Zhang receives funding for book examining Chinese coercion

Ketian Zhang, Assistant Professor, Schar School of Policy and Government, is writing a book examining when, why, and how China attempts to coerce states over threats to its national security.

This question entails two parts: 1) when and why does China choose coercion, and 2) if coercion is chosen, what tools does China utilize?

The question is important because, since 1990, China has used coercion – one form of statecraft – for territorial disputes, foreign arms sales to Taiwan, and foreign leaders’ reception of the Dalai Lama, despite adverse implications for its international image. China is also curiously selective in the timing, target, and tools of coercion. Most cases of Chinese coercion are not instances of military coercion, nor does China use coercion against all states that pose the same threats to its national security.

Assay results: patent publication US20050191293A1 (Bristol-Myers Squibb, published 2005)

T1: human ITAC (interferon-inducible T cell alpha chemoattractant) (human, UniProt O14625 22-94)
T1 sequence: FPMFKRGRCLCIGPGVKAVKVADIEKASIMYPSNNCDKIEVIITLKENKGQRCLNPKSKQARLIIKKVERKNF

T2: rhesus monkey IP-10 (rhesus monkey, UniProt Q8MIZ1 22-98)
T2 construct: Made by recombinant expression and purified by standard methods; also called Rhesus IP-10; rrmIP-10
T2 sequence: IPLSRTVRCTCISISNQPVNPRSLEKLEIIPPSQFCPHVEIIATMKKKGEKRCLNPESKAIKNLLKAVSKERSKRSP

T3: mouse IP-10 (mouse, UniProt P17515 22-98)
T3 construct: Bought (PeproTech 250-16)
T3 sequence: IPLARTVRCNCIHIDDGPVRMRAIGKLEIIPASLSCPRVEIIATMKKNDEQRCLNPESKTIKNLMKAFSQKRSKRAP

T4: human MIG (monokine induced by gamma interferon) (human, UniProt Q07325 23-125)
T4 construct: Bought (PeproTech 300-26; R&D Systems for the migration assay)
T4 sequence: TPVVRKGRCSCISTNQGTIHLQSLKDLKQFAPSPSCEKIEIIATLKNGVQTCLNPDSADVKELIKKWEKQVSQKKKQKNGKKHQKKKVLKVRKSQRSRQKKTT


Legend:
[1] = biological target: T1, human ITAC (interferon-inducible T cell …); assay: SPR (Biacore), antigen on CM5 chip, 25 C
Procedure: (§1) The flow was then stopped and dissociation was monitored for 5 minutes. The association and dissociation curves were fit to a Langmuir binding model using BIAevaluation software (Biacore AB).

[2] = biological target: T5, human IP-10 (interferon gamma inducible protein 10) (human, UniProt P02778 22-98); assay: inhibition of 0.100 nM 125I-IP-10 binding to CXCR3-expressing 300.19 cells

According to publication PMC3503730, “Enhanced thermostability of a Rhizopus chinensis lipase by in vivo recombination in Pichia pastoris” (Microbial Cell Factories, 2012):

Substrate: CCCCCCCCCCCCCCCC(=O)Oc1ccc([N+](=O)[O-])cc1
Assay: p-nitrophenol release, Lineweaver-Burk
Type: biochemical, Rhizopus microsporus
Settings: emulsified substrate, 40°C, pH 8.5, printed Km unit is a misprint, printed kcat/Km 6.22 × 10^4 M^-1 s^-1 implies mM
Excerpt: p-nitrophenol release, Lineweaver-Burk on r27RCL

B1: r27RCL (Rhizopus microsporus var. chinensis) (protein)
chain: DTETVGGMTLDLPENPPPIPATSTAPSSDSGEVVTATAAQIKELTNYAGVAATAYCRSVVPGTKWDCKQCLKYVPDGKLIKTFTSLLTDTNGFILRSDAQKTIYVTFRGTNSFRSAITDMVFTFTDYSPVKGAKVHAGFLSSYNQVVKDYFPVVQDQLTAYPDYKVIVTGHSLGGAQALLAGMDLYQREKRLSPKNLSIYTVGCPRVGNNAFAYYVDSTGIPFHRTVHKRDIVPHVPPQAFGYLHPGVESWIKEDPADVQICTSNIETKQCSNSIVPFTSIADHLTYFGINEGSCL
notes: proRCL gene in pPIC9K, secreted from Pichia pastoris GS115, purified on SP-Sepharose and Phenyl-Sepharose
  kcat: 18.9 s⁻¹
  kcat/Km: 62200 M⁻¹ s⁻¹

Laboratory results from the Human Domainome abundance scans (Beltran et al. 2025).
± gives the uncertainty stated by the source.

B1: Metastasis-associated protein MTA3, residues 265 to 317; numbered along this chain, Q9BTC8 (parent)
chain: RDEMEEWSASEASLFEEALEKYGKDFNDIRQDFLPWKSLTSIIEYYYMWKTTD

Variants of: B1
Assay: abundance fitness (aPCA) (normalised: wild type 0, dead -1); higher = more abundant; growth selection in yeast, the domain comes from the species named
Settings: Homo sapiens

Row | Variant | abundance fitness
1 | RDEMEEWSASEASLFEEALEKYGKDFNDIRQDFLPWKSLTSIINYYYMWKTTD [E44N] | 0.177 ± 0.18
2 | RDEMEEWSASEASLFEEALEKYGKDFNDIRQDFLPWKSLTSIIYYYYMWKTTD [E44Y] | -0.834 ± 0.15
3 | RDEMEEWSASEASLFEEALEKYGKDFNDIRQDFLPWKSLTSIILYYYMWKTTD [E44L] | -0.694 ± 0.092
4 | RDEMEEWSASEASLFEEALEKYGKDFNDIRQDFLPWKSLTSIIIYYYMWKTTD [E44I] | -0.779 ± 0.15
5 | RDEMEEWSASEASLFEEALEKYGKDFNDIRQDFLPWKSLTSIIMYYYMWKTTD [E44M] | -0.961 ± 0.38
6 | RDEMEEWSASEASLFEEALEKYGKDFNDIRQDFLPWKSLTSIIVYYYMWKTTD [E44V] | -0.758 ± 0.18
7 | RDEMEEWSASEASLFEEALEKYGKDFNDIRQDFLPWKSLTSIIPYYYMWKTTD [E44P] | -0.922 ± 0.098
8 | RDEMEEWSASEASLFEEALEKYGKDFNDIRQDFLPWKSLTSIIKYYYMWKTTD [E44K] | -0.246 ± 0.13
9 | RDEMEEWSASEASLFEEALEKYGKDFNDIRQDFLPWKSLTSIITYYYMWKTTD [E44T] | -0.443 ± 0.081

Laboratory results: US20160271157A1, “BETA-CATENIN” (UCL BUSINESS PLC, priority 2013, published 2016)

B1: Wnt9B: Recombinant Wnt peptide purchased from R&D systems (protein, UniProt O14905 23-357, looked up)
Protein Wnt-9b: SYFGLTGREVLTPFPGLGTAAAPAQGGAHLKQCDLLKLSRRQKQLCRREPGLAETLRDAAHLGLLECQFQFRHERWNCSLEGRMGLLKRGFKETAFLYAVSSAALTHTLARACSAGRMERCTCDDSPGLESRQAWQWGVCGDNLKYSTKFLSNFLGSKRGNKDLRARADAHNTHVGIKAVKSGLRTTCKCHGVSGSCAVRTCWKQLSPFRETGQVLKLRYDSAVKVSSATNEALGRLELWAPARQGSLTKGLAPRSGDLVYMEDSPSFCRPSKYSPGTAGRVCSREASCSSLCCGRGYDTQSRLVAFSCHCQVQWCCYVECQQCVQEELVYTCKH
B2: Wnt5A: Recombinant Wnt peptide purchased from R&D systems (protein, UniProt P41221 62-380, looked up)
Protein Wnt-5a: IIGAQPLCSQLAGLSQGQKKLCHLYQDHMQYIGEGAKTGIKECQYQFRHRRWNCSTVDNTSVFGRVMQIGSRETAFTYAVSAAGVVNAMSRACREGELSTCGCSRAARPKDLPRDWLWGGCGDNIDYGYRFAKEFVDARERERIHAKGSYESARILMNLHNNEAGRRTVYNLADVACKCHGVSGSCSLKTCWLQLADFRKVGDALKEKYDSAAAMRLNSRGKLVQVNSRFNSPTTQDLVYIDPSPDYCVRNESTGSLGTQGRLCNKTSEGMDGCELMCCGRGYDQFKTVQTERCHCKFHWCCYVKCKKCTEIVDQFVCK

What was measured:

To date, the question regarding China’s coercion patterns – crucial for the prospect of peace and stability in the Asia-Pacific region – has not been systematically answered.

Zhang received $5,000 from Oak Ridge Associated Universities for this project. Funding began in October 2020 and will end in late September 2021.

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